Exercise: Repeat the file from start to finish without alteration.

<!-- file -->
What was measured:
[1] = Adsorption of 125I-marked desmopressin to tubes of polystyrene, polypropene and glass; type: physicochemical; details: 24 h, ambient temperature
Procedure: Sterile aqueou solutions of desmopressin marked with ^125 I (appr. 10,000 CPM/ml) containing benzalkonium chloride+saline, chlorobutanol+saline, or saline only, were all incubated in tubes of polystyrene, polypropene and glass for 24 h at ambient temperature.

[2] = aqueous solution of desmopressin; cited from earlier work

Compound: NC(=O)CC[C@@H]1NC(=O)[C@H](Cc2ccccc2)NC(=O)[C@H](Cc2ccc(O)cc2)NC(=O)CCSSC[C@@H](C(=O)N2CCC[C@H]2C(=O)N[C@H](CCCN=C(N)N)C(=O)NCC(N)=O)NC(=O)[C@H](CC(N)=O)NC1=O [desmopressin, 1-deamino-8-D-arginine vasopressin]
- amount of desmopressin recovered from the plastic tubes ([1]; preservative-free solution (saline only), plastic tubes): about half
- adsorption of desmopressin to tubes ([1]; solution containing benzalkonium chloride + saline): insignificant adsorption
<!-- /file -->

What was measured:
[1] = Adsorption of 125I-marked desmopressin to tubes of polystyrene, polypropene and glass; type: physicochemical; details: 24 h, ambient temperature
Procedure: Sterile aqueou solutions of desmopressin marked with ^125 I (appr. 10,000 CPM/ml) containing benzalkonium chloride+saline, chlorobutanol+saline, or saline only, were all incubated in tubes of polystyrene, polypropene and glass for 24 h at ambient temperature.

[2] = aqueous solution of desmopressin; cited from earlier work

Compound: NC(=O)CC[C@@H]1NC(=O)[C@H](Cc2ccccc2)NC(=O)[C@H](Cc2ccc(O)cc2)NC(=O)CCSSC[C@@H](C(=O)N2CCC[C@H]2C(=O)N[C@H](CCCN=C(N)N)C(=O)NCC(N)=O)NC(=O)[C@H](CC(N)=O)NC1=O [desmopressin, 1-deamino-8-D-arginine vasopressin]
- amount of desmopressin recovered from the plastic tubes ([1]; preservative-free solution (saline only), plastic tubes): about half
- adsorption of desmopressin to tubes ([1]; solution containing benzalkonium chloride + saline): insignificant adsorption